The 2WW is an extremely emotional time for someone who has been trying to conceive for a long period of time. For me, when I was not doing any kind of treatment, the 2WW would start with an initial positive, hopeful feeling that you "KNOW" that you have conceived and that a baby is growing inside. Then I would start searching for symptoms of pregnancy, like squeezing my breasts a little to see if they were sore, and thinking I might be feeling nauseous. That hopeful feeling starts to fade throughout that first week though when no symptoms surface.

By the beginning of the second week of the 2WW (actually the fourth week of the cycle), I would generally become very pessimistic and doubtful that I had conceived. And by day 8 or 9 after possible conception (day 22 or 23 of the cycle), I would start taking a daily pregnancy test. I have made many trips to the Dollar Store to buy 10 tests at $1 per test.

Then at some point later in the week, after I had convinced myself I was probably not pregnant, I would start feeling breast tenderness, increased discharge, and slight nausea (all of which can also be signs of  an impending period). And then the optimism was on again! If I hadn't gotten a positive pregnancy test by the 12th day after possible conception, I would go to the drug store to buy an expensive early detection pregnancy test because I was just SURE I was pregnant despite the 5-10 negative tests I had already taken.

And then when the bleeding would start, I would start the whole roller coaster cycle all over again.

Now, for a cycle with fertility treatment, things were definitely different. Not only did the doctors monitor things much more closely, but medications can effect symptoms and even the outcome of a pregnancy test. It was quite a significant difference, but the emotions were just as strong, sometimes stronger, and the hope ...and disappointment ...was just as real.

For this cycle, an IUI with injected medicines and an HCG trigger, the 2WW was interesting. Since the trigger shot is HCG, which is also what makes a pregnancy test positive, I could pee on a pregnancy test and get a very strong positive the day OF the IUI procedure, which should be the conception date, but it would be a false positive. The trigger shot stays in your system for about 10 days too, so taking pregnancy tests every day of the 2WW could just be misleading.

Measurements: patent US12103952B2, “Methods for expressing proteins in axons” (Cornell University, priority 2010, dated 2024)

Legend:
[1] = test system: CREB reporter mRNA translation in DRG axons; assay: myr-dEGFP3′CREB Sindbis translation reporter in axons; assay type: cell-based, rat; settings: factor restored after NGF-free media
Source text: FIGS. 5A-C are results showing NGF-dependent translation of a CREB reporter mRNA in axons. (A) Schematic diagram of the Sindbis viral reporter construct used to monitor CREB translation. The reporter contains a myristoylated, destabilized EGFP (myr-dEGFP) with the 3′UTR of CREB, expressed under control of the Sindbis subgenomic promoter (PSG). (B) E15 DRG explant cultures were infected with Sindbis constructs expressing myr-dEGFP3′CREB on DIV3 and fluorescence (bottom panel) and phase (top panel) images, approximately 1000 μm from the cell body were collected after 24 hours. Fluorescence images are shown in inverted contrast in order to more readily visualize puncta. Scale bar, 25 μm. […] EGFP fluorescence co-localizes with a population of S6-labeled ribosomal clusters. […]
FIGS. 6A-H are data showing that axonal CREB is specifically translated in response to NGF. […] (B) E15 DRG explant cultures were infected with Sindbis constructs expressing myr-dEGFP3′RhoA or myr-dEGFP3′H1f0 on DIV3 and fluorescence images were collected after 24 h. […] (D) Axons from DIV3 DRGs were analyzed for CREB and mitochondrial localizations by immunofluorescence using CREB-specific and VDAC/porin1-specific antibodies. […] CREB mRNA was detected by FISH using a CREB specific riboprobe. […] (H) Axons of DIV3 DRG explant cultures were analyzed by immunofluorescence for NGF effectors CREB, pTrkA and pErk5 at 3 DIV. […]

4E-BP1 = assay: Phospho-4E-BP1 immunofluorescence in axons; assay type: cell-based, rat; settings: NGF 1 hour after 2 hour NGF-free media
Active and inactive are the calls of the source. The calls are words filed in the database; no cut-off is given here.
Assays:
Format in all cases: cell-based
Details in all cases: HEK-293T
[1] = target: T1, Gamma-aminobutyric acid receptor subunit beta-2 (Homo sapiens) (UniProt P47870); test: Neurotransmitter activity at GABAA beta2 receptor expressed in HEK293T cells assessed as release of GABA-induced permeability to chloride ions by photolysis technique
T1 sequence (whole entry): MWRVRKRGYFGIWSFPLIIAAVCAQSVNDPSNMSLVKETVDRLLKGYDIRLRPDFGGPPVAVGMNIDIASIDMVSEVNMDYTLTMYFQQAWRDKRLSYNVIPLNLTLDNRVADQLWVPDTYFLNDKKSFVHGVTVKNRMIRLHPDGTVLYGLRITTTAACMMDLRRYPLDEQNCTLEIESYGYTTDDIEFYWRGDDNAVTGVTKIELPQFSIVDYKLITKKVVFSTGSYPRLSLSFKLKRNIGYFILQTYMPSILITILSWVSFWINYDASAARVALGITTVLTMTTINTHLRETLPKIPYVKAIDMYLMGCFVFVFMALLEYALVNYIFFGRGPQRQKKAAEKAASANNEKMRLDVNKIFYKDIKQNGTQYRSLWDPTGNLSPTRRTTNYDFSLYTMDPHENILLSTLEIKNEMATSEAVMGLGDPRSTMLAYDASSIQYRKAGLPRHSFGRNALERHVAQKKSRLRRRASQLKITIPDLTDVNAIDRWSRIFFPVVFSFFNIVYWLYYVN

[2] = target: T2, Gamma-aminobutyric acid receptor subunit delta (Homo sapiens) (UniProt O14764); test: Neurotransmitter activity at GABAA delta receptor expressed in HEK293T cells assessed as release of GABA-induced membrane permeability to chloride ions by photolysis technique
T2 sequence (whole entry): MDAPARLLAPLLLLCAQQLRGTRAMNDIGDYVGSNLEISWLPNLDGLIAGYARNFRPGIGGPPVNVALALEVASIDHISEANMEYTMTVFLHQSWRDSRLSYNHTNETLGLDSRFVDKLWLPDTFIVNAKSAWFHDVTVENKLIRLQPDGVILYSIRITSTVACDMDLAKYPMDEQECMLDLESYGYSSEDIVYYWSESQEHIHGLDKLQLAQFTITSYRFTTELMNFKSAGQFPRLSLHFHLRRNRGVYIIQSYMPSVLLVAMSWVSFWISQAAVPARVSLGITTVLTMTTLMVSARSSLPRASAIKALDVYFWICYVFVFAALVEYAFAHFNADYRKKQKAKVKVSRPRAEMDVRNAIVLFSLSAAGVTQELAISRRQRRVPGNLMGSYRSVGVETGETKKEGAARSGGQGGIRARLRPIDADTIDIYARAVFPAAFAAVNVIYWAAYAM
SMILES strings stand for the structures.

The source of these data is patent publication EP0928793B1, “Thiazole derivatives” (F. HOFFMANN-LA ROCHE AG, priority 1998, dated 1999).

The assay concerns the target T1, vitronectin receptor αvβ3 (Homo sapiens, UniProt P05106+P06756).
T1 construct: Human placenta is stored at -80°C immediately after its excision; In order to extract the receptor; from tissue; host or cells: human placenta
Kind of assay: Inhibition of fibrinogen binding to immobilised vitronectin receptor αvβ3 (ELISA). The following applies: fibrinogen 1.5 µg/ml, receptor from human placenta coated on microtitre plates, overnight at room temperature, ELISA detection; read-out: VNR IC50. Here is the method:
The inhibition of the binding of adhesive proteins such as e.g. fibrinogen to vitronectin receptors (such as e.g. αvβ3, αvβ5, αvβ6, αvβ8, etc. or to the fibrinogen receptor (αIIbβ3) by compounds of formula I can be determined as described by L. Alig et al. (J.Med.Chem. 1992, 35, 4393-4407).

My plan was to pee on a stick every other day until it was negative to see when the trigger shot was gone from my system and then start taking them for real about 12 days after the IUI. Unbelievably, I did not do what I had planned to do. I was just so busy with getting our move scheduled and getting prepared for closing on the new house that I didn't constantly think about whether I was pregnant or not.

I was really pretty sure I was pregnant, and so, I was terribly disappointed when the pregnancy tests at 8 and 10 days after IUI were both negative, even though I shouldn't have been able to get a positive until 14 days after. I was just so sure that if I did conceive, I would have twins, which would make my levels higher initially.

So my wait continued at least for a couple more days. That Friday, 11 days after IUI we closed on our home in Carencro, and that Sunday, I was scheduled to leave for Houston to get ready for the movers on Wednesday. Life would go on whether I was pregnant or not, but I was hoping to have some clarity before Tuesday so I could handle some of the heavier preparation if I was not pregnant. Because of our previous 1st trimester pregnancy losses, if there was a possibility I was pregnant, I wouldn't lift anything heavier than our 24lb daughter, and that was definitely going to limit what I could do to prepare for the move.

I had very cautious hope and was really hopeful that I would find something out by Sunday.

06 March 2012


In my last post, I talked about trying to conceive Pregnancy #4 and using a more invasive fertility drug regimen. To continue ...